Adam Weiss, PhD thesis, Civil Engineering, 2018
Professor Khandker Nurul Habib, Supervisor
This research increases the overall understanding of a subset of interactions that influence
patterns of behaviour: intra-household interactions and spatial interactions. Understanding these
interactions and their influence on travel behaviour is essential to developing policy sensitive
These models provide much of the prerequisite information for evidence based planning.
This understanding is framed through a review of existing best practices in travel demand
modelling and a discussion of how independent models can be integrated within a larger
The thesis presents four empirical models that incorporate either one or both interactions.
- A model of joint household mode choice which incorporates decisions regarding joint travel and vehicle allocation is estimated. To accomplish this, the model uses a novel choice set formation technique. This is the first modelling to accomplish these tasks simultaneously.
- Models of transit station location choice are estimated using a newly proposed model structure, the spatially weighted error correlation model. These spatial models are used to compare the difference between independent (transit accessed by driving alone) and joint (transit accessed by being dropped off) spatial choices. The presented model outperforms existing models used to capture the same trend and provides new behavioural insights.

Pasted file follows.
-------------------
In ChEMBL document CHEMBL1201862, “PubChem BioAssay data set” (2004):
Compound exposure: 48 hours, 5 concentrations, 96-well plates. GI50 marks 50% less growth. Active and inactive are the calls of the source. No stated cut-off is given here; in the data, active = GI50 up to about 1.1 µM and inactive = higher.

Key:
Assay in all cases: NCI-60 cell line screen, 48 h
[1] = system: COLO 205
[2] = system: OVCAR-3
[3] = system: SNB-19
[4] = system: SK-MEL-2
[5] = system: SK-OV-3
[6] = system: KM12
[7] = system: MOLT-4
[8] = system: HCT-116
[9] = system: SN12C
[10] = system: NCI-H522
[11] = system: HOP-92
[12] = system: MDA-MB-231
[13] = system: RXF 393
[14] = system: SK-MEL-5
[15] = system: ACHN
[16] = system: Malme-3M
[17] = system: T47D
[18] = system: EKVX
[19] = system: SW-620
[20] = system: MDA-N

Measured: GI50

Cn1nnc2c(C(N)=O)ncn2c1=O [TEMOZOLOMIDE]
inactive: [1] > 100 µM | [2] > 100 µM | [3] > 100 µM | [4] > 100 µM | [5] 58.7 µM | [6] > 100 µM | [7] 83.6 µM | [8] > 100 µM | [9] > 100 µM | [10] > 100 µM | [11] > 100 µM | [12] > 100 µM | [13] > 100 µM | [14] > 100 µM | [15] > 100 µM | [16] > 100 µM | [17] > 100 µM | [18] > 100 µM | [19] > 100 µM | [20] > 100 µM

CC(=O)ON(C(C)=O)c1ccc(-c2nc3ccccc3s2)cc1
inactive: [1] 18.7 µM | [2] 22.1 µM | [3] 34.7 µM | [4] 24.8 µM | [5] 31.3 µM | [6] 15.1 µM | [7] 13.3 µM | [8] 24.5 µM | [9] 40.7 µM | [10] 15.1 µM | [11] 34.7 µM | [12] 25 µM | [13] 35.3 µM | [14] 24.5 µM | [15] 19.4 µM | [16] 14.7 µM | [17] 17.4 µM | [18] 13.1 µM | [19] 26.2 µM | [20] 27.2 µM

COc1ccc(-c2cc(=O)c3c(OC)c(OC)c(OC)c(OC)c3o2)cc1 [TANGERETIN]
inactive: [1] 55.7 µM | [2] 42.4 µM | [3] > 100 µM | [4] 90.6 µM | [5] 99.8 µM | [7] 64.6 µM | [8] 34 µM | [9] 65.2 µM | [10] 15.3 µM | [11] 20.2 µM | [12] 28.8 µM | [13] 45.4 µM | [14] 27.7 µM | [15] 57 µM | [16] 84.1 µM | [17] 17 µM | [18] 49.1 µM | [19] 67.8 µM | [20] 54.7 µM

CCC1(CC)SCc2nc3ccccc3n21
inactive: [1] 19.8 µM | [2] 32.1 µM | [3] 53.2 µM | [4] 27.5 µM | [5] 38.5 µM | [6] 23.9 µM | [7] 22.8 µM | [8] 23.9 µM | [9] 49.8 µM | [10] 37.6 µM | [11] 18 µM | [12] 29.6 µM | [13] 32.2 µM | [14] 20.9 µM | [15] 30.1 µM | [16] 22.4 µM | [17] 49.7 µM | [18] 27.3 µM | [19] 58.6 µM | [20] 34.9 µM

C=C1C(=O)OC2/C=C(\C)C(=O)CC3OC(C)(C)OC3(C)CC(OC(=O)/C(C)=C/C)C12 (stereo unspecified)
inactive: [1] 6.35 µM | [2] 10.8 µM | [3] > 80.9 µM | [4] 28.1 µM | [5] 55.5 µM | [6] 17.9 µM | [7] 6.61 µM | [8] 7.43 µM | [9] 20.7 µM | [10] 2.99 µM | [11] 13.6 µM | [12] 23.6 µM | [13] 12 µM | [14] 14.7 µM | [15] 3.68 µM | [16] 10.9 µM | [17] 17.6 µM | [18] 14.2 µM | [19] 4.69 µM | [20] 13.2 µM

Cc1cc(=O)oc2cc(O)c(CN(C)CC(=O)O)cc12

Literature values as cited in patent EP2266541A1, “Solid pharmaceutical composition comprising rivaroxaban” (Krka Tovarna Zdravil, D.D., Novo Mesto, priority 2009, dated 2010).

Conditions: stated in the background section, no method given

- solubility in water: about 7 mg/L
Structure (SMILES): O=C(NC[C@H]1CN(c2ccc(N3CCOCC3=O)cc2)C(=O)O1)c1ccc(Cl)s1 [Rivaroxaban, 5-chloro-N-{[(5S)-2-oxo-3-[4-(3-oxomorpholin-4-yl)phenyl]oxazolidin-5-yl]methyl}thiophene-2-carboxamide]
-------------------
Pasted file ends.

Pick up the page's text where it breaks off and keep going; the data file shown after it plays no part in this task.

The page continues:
- A model of chauffeur allocation and location choice for daycare trips is estimated. This model incorporates spatial constraints in this decision through the application of a stochastic frontier model to generate task allocation specific spatial choice sets. This allows for a reduction in the sampling frame for spatial choices.
- Finally, a model of high school escort and household mode choice is estimated using a parallel constrained choice logit formulation. This empirical investigation generalizes the parallel constrained choice logit to allow for any number of household members to be considered. Concurrently, this empirical analysis highlights a flaw within an existing “best practice” modelling framework.
Access via Tspace / U of T Libraries: Abstract and full thesis “Exploring the Extent of Interactions in Activity-Based Models: A Critical Examination of Intra-Household and Spatial Interactions Through Choice Modelling.”
Supervisor contact information
Professor Khandker Nurul Habib
Tel: (416) 946-8027